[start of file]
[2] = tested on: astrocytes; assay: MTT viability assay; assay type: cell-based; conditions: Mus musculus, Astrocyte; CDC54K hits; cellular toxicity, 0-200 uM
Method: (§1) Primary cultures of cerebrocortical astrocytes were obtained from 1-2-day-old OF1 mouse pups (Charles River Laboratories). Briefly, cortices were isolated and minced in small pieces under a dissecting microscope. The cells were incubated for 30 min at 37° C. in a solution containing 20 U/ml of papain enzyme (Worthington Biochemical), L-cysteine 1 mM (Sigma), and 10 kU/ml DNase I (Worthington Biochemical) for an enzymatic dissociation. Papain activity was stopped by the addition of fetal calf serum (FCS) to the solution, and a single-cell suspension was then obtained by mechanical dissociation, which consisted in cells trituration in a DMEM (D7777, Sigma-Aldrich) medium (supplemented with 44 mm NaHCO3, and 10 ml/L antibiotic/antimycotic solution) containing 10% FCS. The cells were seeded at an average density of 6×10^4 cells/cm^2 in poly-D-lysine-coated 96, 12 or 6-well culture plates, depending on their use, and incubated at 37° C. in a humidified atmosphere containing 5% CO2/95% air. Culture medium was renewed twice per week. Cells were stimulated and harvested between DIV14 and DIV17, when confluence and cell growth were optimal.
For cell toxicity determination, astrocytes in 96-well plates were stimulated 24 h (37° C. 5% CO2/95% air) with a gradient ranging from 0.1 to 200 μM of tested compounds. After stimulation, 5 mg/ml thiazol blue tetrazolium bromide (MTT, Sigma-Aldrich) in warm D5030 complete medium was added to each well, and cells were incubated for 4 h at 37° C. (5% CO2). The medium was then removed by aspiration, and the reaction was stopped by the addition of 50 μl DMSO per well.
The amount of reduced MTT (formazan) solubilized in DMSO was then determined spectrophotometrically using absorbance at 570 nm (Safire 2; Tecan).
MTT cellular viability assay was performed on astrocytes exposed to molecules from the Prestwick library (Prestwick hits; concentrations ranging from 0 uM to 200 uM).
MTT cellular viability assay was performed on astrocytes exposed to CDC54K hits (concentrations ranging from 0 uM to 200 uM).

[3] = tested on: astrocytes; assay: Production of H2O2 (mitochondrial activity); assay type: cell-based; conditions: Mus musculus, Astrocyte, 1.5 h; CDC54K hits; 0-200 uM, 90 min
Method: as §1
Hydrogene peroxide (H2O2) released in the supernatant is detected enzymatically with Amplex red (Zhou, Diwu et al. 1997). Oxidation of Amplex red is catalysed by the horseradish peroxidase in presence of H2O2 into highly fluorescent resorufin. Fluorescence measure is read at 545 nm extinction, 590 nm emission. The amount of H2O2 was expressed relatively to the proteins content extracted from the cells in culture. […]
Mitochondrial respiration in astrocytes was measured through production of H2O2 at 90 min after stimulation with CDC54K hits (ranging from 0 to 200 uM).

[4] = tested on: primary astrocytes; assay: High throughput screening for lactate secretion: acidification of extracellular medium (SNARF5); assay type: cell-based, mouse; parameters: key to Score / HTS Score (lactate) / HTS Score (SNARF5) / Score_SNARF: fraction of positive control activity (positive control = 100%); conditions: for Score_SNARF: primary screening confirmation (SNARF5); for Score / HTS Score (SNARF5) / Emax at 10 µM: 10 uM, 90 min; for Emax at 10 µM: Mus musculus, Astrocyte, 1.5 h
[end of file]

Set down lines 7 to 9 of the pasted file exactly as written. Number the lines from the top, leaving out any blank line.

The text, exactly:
[3] = tested on: astrocytes; assay: Production of H2O2 (mitochondrial activity); assay type: cell-based; conditions: Mus musculus, Astrocyte, 1.5 h; CDC54K hits; 0-200 uM, 90 min
Method: as §1
Hydrogene peroxide (H2O2) released in the supernatant is detected enzymatically with Amplex red (Zhou, Diwu et al. 1997). Oxidation of Amplex red is catalysed by the horseradish peroxidase in presence of H2O2 into highly fluorescent resorufin. Fluorescence measure is read at 545 nm extinction, 590 nm emission. The amount of H2O2 was expressed relatively to the proteins content extracted from the cells in culture. […]